There was a time when 'photography' was limited to those with a professional camera. It was then followed by the surge of social media that led to the popularization of DSLRs and interest in photography saw an upswing.
A smartphone camera nowadays, of which the Google's Pixel is a good example, can do a fair job when it comes to good-looking or high-quality pictures. But if you want to pursue photography in detail, a DSLR is a better choice to learn the nitty gritties.
Since DSLRs are quite an investment, we suggest you start with a budget DSLR. Polishing your skills on an entry-level DSLR and then switching to a high-end/costly DSLR is usually the preferred path. There are some great options under Rs 30,000 that you can start with.
Here is a list of 5 budget DSLR's under Rs 30,000 that you can start with.
1. Nikon D3400
Sensor: APS-C CMOS | Megapixels: 24.2MP | Lens mount: Nikon DX | Screen type: 3-inch, 921,000 dots | Maximum continuous shooting speed: 5fps | Max video resolution: 1080p | User level: Beginner
The Nikon D3400 succeeds the company’s other beginner-level DSLR – D3300. It is considered as one of the best choices for beginners with easy to use functions and quality results.
It comes with a Guide Mode, which teaches the user the art of clicking great pictures. The camera also delivers accurate colours and fine details with the help of a reliable 24.2 megapixel sensor.
Nikon has added a SnapBridge feature to this camera which allows users to transfer images to their smart devices via a constant Bluetooth Low Energy connection. You can also access the images using this connection even if the camera is switched off. Nikon D3400 is a feature-rich camera worth buying if you are a first-time DSLR user.
Read the full review: Nikon D3400
2. Canon EOS 1300D
Sensor: APS-C CMOS | Megapixels: 18MP | Lens mount: Canon EF-S | Screen type: 3-inch, 920,000 dots | Maximum continuous shooting speed: 3fps | Max video resolution: 1080p | User level: Beginner
While Nikon offers a SnapBridge feature for transferring files to smart devices, the Canon EOS 1300D comes with built-in Wi-Fi and NFC connectivity which sets it apart from its predecessor - the Canon EOS 1200D.
Besides this, the camera is also equipped with an upgraded image processor-DIGIC 4+, and has a better screen resolution of 920k dots. It sticks to its promise of delivering fine image quality and captures well saturated and detailed pictures.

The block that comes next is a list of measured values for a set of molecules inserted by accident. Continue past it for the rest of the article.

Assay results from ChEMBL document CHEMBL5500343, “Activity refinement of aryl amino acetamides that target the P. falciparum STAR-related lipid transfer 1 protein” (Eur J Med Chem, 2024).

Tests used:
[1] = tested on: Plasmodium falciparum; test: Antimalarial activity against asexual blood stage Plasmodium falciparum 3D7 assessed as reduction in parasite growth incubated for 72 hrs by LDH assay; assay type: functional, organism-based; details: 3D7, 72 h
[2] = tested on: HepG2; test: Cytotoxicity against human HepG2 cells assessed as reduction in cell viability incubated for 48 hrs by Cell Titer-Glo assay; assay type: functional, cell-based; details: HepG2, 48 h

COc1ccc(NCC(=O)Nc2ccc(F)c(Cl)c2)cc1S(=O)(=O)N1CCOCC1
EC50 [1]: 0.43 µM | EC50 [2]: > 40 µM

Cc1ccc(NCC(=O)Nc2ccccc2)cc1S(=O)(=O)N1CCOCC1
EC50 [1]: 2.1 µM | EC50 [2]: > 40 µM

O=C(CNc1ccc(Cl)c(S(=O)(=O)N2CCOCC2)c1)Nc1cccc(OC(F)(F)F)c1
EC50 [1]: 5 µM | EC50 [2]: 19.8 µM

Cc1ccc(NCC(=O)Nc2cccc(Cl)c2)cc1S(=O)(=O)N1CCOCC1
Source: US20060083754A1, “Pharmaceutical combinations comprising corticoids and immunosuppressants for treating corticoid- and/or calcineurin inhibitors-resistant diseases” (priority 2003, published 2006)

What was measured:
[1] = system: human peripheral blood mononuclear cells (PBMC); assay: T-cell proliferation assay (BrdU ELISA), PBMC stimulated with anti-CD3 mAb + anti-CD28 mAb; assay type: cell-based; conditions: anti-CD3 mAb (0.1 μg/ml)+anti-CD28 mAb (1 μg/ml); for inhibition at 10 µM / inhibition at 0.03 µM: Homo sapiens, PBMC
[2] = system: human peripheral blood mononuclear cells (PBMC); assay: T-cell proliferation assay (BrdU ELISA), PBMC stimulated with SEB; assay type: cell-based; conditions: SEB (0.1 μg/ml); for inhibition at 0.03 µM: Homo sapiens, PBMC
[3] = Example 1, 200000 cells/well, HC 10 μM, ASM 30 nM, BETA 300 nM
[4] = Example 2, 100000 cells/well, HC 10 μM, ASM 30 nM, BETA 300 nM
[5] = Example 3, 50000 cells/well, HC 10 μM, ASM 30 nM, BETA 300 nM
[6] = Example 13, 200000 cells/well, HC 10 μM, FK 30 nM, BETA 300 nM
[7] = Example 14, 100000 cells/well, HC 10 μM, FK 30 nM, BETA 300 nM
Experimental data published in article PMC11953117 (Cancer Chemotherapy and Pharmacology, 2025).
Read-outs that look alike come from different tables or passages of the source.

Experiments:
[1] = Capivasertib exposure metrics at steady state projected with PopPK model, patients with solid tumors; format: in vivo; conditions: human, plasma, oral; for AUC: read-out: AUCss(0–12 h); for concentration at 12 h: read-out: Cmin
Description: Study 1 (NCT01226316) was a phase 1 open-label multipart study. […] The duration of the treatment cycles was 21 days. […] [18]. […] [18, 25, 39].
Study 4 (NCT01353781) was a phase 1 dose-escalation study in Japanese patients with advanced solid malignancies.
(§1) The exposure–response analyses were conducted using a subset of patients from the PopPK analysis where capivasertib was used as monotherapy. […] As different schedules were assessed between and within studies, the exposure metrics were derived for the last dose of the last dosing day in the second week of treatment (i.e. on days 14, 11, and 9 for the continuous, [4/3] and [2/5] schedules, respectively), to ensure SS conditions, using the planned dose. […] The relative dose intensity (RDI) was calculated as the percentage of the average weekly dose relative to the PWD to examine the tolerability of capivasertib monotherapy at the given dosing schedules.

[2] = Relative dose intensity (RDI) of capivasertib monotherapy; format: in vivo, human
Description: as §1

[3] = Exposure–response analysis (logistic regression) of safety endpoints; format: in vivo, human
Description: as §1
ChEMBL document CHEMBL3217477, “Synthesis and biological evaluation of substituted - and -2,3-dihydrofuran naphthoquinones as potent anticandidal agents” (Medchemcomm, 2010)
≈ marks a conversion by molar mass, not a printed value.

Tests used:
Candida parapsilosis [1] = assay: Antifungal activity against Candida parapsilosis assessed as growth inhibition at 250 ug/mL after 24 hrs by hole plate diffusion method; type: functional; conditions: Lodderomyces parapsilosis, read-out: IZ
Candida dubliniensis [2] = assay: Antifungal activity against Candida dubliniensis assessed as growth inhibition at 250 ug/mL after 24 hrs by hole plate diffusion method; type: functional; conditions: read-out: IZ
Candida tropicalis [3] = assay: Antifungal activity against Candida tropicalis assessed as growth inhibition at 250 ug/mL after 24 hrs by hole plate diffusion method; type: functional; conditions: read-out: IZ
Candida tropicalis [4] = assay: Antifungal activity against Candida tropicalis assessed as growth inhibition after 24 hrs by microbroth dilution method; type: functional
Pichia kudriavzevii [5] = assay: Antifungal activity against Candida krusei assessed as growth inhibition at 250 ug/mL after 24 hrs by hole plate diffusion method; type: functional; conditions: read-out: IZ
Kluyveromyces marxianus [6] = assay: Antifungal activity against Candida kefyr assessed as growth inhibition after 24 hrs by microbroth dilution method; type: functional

Read the full review: Canon EOS 1300D
3. Nikon D5200
Sensor: APS-C CMOS | Megapixels: 24.1MP | Lens mount: Nikon F mount | Screen type: 3-inch, 921,000 dots | Maximum continuous shooting speed: 5fps | Max video resolution: 1080p | User level: Beginner
The quality of images it clicks with its 24.1-megapixel sensor is great for the price it comes at, and the EXPEED 3 image processing engine does a good job of enhancing images.
Its 2016-pixel RGB sensor helps scope out accurate scene brightness and colour information. Additionally, the camera has a wide ISO range of 100-6400 which can be further extended up to Hi-2 ISO 25600, thus, it allows for quality images in almost any lighting conditions.
Those who love capturing fast-moving objects will appreciate the camera as it features a continuous moving speed of 5fps.
Overall, the Nikon D5200 is a good camera for beginners with its articulating screen combined with a simple interface.
Read the full review: Nikon D5200
4. Pentax K-500
Sensor: APS-C CMOS | Megapixels: 16.3MP | Lens mount: Pentax KAF2 | Screen type: 3-inch, 921,000 dots | Maximum continuous shooting speed: 6fps | Max video resolution: 1080p | User level: Beginner/enthusiast
The Pentax K-500 camera features a 16-megapixel high performing sensor which delivers promising image quality when paired with the PRIME M image processing engine.
The K-500 shows that an entry-level DSLR doesn't have to compromise on features or control. Excellent image quality and build further enhances the camera's appeal, as does the viewfinder with 100%-coverage.
While the camera is good for the price, there's a reason why we ranked it at number five. The lack of any focus point display in the viewfinder is a small yet a very noticeable omission. That, along with the K-500's propensity to underexpose, makes it easy to lose faith in the camera's autofocus and exposure metering abilities.
Read the full review: Pentax K-500
- You can also refer our manually curated best camera guides
- The best digital cameras in 2018
- Best cameras of 2018: Top 10 cameras for any budget in India